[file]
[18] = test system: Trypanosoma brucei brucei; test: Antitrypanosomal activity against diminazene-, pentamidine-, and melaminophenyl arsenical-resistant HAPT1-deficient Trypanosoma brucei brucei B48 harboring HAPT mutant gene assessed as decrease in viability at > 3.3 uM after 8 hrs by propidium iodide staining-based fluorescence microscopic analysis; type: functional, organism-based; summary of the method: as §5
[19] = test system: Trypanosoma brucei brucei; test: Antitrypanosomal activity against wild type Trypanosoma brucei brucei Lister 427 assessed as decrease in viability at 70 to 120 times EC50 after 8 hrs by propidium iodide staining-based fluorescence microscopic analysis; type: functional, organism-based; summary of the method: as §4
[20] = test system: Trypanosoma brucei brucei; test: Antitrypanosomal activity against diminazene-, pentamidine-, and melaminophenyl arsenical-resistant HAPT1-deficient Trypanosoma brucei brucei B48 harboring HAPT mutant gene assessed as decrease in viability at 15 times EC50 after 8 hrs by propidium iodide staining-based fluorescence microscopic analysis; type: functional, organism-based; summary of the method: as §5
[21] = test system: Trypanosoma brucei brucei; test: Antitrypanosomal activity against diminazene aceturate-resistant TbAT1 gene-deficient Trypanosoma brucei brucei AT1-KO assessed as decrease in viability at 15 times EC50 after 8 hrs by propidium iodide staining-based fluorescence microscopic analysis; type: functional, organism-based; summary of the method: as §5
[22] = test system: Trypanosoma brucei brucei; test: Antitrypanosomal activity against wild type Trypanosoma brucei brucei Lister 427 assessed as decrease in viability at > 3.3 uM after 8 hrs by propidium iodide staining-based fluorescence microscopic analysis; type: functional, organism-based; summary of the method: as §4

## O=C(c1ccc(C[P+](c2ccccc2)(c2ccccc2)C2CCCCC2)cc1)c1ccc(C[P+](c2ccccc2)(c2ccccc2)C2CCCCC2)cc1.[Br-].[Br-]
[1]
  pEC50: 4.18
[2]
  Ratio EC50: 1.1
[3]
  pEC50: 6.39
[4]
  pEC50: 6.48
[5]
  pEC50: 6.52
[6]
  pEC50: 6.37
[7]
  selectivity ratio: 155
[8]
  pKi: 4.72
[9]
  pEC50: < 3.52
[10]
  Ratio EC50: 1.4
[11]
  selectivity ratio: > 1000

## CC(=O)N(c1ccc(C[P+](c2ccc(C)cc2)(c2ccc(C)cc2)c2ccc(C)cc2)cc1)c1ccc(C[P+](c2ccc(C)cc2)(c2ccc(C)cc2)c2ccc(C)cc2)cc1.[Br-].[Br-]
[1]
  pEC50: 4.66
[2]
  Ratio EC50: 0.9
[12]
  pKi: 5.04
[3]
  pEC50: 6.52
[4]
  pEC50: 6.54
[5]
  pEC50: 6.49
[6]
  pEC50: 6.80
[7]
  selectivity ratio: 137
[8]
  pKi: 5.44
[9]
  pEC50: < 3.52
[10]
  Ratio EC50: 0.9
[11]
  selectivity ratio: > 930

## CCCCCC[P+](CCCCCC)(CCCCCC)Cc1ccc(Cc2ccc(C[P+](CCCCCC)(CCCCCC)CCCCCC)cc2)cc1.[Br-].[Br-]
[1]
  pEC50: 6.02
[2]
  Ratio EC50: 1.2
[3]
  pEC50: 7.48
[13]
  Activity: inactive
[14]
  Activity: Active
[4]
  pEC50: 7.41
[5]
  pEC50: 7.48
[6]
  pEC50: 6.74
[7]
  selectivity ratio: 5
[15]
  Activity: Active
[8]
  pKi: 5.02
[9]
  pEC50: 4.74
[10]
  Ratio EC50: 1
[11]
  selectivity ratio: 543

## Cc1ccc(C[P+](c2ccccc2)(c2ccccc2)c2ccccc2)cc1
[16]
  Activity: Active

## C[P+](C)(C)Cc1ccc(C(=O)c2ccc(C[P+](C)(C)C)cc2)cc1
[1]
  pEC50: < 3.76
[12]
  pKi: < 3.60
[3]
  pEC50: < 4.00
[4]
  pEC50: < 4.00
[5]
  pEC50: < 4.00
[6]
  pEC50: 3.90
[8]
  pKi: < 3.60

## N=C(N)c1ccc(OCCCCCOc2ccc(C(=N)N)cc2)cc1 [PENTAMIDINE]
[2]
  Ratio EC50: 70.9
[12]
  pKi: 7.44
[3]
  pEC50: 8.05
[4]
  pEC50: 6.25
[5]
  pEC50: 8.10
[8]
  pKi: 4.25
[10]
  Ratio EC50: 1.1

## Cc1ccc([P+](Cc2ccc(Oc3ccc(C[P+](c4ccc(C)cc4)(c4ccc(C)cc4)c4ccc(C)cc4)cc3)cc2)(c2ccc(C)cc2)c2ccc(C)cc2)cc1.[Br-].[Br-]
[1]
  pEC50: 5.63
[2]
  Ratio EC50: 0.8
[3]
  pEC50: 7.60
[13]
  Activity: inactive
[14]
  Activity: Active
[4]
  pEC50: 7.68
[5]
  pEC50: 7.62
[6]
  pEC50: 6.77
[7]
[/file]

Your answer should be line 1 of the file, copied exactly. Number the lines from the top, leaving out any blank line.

[18] = test system: Trypanosoma brucei brucei; test: Antitrypanosomal activity against diminazene-, pentamidine-, and melaminophenyl arsenical-resistant HAPT1-deficient Trypanosoma brucei brucei B48 harboring HAPT mutant gene assessed as decrease in viability at > 3.3 uM after 8 hrs by propidium iodide staining-based fluorescence microscopic analysis; type: functional, organism-based; summary of the method: as §5